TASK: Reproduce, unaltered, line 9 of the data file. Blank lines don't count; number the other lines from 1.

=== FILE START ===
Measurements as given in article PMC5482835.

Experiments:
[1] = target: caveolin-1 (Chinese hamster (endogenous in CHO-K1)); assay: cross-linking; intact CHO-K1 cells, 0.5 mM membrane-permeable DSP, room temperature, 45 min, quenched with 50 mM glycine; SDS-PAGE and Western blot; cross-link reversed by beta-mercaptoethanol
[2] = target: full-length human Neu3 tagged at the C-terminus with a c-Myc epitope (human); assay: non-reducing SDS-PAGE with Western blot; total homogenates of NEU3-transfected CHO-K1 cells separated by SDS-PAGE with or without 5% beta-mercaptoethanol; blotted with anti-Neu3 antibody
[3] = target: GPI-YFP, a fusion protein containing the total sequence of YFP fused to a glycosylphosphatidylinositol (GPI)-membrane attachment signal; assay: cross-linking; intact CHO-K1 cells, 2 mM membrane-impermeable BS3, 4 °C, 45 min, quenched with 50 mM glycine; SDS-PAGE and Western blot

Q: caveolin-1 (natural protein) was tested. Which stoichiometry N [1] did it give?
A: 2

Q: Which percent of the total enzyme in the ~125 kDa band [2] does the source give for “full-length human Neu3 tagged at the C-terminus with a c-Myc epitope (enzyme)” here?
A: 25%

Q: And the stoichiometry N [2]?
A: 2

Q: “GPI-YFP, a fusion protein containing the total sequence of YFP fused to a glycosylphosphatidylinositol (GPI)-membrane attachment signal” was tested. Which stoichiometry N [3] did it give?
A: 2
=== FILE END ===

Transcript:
A: 25%